peladon
Henry Eggleton wrote:

Morals and Avon I again ask is theft moral?
Freedom City Casino con, is that moral.
As to Blake I already said his choice to align with the Terra Nostra the largest drug dealers in the galaxy is hardly moral.


No theft is not moral. Though it would seem that Avon wasn't a career criminal, as Vila was, and his remarks as to why he did turn to crime could be interpreted in several ways. Not all of them as immoral as others.
 
peladon
Henry Eggleton wrote:

[quote]


A case of 'if you fight monsters long enough you become a monster'


Except that this incident, and Shadow (daft plot) aside he doesnt fit into that category
 
Henry Eggleton
peladon wrote:

Henry Eggleton wrote:

Morals and Avon I again ask is theft moral?
Freedom City Casino con, is that moral.
As to Blake I already said his choice to align with the Terra Nostra the largest drug dealers in the galaxy is hardly moral.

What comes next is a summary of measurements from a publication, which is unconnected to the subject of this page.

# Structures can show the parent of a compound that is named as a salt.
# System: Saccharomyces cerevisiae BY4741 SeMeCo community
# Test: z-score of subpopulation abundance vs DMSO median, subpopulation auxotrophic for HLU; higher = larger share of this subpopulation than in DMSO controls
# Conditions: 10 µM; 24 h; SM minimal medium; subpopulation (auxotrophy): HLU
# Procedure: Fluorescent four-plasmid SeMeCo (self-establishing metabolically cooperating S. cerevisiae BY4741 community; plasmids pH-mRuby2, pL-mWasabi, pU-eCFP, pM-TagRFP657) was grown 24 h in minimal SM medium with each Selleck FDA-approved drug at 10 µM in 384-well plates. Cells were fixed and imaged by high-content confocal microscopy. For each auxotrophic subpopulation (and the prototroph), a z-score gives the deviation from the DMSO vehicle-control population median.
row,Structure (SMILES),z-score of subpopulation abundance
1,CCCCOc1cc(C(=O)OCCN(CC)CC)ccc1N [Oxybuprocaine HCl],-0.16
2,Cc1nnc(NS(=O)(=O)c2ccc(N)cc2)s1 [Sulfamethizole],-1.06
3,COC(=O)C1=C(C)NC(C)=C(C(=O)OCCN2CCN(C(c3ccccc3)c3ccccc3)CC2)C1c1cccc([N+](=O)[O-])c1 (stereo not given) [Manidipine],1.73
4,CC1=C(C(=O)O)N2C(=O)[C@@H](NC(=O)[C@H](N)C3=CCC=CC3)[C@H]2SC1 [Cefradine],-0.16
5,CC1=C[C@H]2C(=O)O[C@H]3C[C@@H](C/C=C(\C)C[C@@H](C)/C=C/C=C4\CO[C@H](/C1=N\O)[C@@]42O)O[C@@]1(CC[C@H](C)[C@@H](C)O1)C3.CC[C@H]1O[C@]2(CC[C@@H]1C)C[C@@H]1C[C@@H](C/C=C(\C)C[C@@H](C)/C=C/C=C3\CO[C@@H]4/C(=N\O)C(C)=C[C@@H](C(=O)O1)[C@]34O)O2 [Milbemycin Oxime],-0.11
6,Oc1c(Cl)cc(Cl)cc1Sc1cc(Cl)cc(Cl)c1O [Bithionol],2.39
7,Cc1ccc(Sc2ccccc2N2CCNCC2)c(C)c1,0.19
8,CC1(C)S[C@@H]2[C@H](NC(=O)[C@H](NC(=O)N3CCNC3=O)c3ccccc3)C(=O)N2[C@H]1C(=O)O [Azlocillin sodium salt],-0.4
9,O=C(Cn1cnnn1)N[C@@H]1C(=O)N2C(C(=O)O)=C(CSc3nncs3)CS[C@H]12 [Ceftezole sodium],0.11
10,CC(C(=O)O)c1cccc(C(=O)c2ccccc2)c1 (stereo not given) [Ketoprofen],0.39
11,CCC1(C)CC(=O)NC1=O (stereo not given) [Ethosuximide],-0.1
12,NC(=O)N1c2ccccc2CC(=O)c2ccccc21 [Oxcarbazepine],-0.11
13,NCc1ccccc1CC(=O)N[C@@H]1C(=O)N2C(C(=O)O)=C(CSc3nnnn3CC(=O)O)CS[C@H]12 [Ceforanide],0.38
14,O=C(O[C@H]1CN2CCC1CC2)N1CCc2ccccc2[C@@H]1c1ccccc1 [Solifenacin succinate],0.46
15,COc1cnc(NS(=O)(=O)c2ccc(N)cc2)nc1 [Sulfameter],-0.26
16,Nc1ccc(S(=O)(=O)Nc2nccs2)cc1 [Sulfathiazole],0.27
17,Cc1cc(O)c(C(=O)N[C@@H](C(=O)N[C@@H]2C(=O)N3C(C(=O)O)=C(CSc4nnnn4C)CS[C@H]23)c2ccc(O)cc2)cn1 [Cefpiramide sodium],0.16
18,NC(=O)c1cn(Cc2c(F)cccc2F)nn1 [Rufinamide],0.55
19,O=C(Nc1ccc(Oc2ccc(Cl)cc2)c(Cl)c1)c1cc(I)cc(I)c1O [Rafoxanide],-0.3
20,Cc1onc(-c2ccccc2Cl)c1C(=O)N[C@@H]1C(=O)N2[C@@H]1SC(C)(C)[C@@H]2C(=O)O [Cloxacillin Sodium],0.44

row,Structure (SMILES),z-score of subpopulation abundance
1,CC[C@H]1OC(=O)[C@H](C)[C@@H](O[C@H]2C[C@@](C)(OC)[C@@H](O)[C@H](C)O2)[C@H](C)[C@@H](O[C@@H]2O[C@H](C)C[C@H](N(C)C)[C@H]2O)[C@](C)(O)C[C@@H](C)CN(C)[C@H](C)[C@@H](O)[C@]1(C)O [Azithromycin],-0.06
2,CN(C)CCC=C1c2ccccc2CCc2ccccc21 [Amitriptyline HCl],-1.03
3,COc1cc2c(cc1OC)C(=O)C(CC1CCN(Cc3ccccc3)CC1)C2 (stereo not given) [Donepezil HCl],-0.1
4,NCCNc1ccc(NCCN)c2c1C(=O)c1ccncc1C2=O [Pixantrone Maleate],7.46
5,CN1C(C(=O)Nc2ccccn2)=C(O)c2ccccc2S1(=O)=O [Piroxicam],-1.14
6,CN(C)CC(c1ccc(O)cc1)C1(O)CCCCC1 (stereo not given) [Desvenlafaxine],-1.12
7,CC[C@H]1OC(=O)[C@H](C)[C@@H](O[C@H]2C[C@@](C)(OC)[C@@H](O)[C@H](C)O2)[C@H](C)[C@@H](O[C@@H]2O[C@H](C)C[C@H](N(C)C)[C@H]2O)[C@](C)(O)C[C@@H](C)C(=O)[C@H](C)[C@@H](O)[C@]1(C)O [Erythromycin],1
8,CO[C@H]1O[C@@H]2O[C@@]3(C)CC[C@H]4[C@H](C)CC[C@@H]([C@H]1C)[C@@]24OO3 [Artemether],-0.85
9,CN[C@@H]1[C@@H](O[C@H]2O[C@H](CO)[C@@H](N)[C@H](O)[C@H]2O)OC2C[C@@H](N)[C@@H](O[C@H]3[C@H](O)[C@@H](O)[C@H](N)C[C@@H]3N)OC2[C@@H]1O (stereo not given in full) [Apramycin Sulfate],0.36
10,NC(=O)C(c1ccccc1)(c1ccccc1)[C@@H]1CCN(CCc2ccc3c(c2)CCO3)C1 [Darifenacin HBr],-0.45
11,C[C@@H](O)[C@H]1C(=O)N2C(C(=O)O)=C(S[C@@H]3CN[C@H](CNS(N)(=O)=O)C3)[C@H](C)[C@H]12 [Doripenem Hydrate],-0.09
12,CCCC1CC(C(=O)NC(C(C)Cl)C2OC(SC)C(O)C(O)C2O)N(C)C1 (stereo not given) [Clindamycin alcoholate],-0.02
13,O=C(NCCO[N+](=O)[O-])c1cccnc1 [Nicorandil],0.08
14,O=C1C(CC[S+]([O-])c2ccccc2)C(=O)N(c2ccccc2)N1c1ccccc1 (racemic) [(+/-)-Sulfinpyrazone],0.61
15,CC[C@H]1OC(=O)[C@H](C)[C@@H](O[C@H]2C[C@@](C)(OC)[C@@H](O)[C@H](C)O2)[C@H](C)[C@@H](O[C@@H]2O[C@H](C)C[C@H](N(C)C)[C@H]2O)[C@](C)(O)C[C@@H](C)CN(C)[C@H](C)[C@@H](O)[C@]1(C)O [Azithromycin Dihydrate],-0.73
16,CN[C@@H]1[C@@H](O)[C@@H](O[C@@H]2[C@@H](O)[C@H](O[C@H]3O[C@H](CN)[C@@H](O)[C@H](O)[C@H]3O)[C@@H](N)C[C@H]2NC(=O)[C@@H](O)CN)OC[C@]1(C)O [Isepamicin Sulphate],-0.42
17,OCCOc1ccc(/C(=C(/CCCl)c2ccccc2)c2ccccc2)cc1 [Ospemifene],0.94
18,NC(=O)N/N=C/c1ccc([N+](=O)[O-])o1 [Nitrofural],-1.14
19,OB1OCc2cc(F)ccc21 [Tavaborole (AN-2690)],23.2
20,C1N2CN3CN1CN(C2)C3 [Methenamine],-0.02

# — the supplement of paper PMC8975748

No theft is not moral. Though it would seem that Avon wasn't a career criminal, as Vila was, and his remarks as to why he did turn to crime could be interpreted in several ways. Not all of them as immoral as others.


And the largest theft from the Federation Banking Cartel as well as the con at Freedom City were as far as we can tell purely to become rich.
Thus in asking what Avon did that was immoral we need go no further than the above.

What I do I do without choice and to save time
 
http://dcmarvelrpg48705.yuku.com/directory#.UnfVjR
Henry Eggleton
peladon wrote:

Henry Eggleton wrote:

[quote]


A case of 'if you fight monsters long enough you become a monster'


Except that this incident, and Shadow (daft plot) aside he doesnt fit into that category


It could be argued that in seeking to destroy Star One and thus upset the climate control on over 100 worlds (at least to those inhabitants) as the act of a monster.

What I do I do without choice and to save time
 
http://dcmarvelrpg48705.yuku.com/directory#.UnfVjR
meegat39
trevor travis wrote:

peladon wrote:
I only disagree with the last point, Avon never justifies himself, except when he has done a 'good' thing that is,Grin


Avon was never the most talkative, that's true. But his "Who?" is so cold and an indication that something has changed.